3. You can’t pour from an empty cup. – This one is a lesson that I’ve been living personally and professionally.  You have to take care of yourself. If you’ve ever been on a flight, you have heard the flight attendants tell you that if/when the oxygen masks fall from the ceiling, you should put on your mask first and then assist anyone near you who may need help.  This is so true. How can you take care of anyone or anything else if you are falling apart?  You can’t!  One of my 2018 goals is related to self-care. Knowing and understanding what helps me to relax, unwind, and recharge is a huge component of self-care. As such, I have committed to prioritizing activities that will help me be the best version of Ashley that I can be.

One of my colleagues shared a graphic with me last week that I promptly printed out and hung in the direct line of sight on the wall in my office. It reminds me to only focus on the things that matter and that I can control in the present moment, whatever that may be. I’ve included it below just in case it can help you.

Things That Matter & Things You Can Control

I hope that as you read this blog you can learn from my missteps and mistakes.  Even those of us with the best intentions will sometimes fall, but what matters most is that we get back up each and every time.  Get up, reflect, learn a lesson, share, and keep going.  As we learn and grow as leaders, we share our lessons learned with others.  If we continue to help each other grow as a community, we will have the tools that we need to transform education and change the world (which is really what we all signed up for with our first teaching assignment anyway, right?).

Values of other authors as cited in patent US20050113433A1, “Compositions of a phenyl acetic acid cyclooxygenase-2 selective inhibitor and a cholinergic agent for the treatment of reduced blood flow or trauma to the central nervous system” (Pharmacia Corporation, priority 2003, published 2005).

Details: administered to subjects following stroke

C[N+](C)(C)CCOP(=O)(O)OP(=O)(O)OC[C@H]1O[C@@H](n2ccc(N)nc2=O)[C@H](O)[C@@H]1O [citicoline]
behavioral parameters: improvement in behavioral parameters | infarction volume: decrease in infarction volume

What are some of your lessons learned? Please share in the comments below so that I can learn from you. Remember we are stronger together!!

Spring Reflections

Hey there! It’s been a while. What can I say…life comes at you fast, and you just have to roll with it. Despite experiencing several personal challenges, I’m happy to report that my professional experiences have been the highlight  of my journey.  It’s always nice to experience success at work.  Yet sometimes, the personal professional successes are what keep us motivated and moving forward.  I have had several in the last few weeks, and today I’m finally making time to reflect upon my experiences.

 

Let’s start in early March, when I delivered my first keynote address.  You read that right…it says KEYNOTE!! I know that to many it may seem a bit odd to celebrate something like that, but it has been a personal goal of mine since I made the decision to step out as an ed. tech. consultant.  And do you know what made it successful??  Well, in my opinion, it was the fact that even through that experience I still remained the same honest and transparent person that I am everyday. I didn’t speak to my audience about hypothetical solutions to the problems that we face as educators everyday. I spoke about my own personal experiences, both as an educator and as a parent.  I shared real examples of work my children have produced in response to the academic expectations that they have from school. I spoke from the heart about how leveraging technology has allowed my 9 year old son to take ownership of his learning. He even made a cameo during the presentation. We recorded an interview where he spoke candidly about how & why technology helps him as a learner.   It was a very humbling experience to say the least. I continue to be inspired by the reactions on twitter and the personal emails that were sent in response to my keynote session. I can only hope that I continue to to be an influence that positively impacts the classroom practices of educators everywhere.

 

Keynote Bio